Supply Chain Definitions .com
Transportation Definitions (coming soon)
Assessorials: Extra charges for transportation services such as packing, unpacking, long haul fees and extra pick-ups. Freight carriers may charge extra fees for trailer detention/demurrage, re-delivery, fuel increases, and other expenses or extra services.
Accessorials as percent of total freight: Calculated by dividing accessorial and surcharges by total freight expenditures for the period.
Demurrage - additional fees charged by a carrier when rail freight cars and ships are held beyond a pre-agreed to time.
Freight bill accuracy. Calculated by dividing the number of error-free freight bills by the total number of freight bills in the period. Errors can include incorrect pricing, incorrect weights, incomplete information,etc. Generally measured in total and for each carrier.
Freight cost per unit shipped: Calculated by dividing total freight costs by number of units shipped per period. Useful in businesses where units of measure are standard (e.g., pounds). Can also be calculated by mode (barge, rail,ocean, truckload, less-than-truckload, small package, air freight, intermodal, etc.).
Mode selection vs. optimal: This is calculated by dividing the number of shipments sent via the optimal mode by the total number of shipments for the period. To measure this, each traffic lane must have a designated optimal mode, based on freight costs and customer service requirements.
Number of carriers per mode:
Calculated by counting the total number of freight
carriers used in a given period, by mode (ocean, barge, rail,
intermodal, truckload, LTL, small package, etc.). This is an indication
of your volume leverage and control over the
Outbound freight costs as percentage of net sales: Calculated by dividing outbound freight costs by net sales. Most accounting systems can separate "freight in" and "freight out." Percentage can vary with sales mix, but is an excellent indicator of the transportation financial performance.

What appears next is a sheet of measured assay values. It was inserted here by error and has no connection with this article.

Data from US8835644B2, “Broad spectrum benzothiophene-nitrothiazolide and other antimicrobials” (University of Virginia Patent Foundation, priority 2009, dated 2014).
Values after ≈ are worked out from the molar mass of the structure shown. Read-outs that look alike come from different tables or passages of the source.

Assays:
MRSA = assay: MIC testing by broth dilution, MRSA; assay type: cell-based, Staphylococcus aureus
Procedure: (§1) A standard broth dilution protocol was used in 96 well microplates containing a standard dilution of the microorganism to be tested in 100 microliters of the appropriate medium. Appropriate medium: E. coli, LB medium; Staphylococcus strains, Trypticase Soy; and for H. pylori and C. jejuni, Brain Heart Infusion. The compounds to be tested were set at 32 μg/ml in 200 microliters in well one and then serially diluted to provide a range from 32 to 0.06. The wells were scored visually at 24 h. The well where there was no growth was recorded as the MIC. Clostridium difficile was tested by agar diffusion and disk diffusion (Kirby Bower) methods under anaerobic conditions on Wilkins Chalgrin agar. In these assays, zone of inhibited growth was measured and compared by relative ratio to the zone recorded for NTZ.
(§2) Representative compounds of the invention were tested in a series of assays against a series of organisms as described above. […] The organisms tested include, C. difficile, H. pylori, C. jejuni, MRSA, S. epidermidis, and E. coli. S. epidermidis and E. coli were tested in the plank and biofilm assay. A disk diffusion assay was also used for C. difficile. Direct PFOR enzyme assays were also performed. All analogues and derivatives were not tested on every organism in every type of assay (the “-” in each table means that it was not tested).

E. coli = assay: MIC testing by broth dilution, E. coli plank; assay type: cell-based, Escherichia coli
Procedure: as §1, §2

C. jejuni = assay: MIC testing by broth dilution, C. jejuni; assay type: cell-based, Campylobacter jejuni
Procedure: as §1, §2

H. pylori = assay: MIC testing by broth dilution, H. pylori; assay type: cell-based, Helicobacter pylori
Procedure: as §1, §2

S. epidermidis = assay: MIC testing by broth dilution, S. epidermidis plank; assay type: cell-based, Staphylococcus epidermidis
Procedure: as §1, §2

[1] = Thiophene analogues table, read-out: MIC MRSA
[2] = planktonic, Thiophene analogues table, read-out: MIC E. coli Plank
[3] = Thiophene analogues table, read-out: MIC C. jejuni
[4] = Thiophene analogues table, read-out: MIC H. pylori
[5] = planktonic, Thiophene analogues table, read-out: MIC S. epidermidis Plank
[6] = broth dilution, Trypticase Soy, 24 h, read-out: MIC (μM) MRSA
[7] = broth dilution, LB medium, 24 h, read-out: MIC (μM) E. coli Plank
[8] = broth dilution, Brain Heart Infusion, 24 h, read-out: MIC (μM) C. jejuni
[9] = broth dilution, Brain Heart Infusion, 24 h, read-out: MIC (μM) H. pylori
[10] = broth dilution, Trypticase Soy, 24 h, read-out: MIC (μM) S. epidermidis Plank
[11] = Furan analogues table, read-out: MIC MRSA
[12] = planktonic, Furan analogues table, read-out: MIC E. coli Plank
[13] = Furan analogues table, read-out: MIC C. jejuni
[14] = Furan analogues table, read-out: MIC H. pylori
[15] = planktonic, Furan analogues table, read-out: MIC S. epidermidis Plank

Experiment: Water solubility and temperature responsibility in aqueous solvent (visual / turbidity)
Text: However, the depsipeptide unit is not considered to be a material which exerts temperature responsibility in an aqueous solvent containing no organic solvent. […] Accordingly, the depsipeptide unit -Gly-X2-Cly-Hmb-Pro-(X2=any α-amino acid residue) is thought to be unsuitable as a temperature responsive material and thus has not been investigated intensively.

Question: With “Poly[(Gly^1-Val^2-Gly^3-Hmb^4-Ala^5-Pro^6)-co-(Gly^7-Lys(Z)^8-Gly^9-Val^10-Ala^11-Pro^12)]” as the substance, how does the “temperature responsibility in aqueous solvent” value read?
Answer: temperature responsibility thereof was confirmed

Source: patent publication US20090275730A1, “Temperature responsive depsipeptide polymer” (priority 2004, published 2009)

Percent of truckload capacity utilized: Generally used for shipments over 10,000 lbs. Calculated by dividing the total pounds shipped by the theoretical maximum. For example, assume your trucks can hold 40,000 lbs. of product. During the prior month, there were 675 shipments totaling 22.95MM lbs. The percentage utilization was 85%. The 15% unused capacity is an opportunity for more efficiency.
Shipment visibility/traceability percent: Calculated by dividing the total number of shipments via carriers with order tracking systems, by the total number of shipments sent during a period. This is an indicator of the relative sophistication of your carrier base, and one measure of the non-price value available from your carrier base.
Transit time: Measured by
the number of days (or hours) from the time a shipment
leaves your facility to the time it arrives at the customer's
location. Often measured against a standard transit time quoted by the
carrier for each traffic lane. Unless you are integrated into your
customers' systems, you will have to rely on freight carriers to report
their own performance. This is often an important component of leadtime.
Transit times can vary substantially, based on freight mode and carrier
The definitions contained on this website are the opinions
of the webmaster. Different businesses may have different definitions. Please
check numerous sources to ensure that you have the correct definitions.
SupplyChainMetric.com - an overview of various measurements used in a supply chain.
SupplyChainPurchasing - a review of purchasing in a supply chain.
Inventory Definition - a basic overview of inventory terms.
GermTherapy.com- a website that gives an overview of germ therapy, germ line cell therapy and cancer treatments.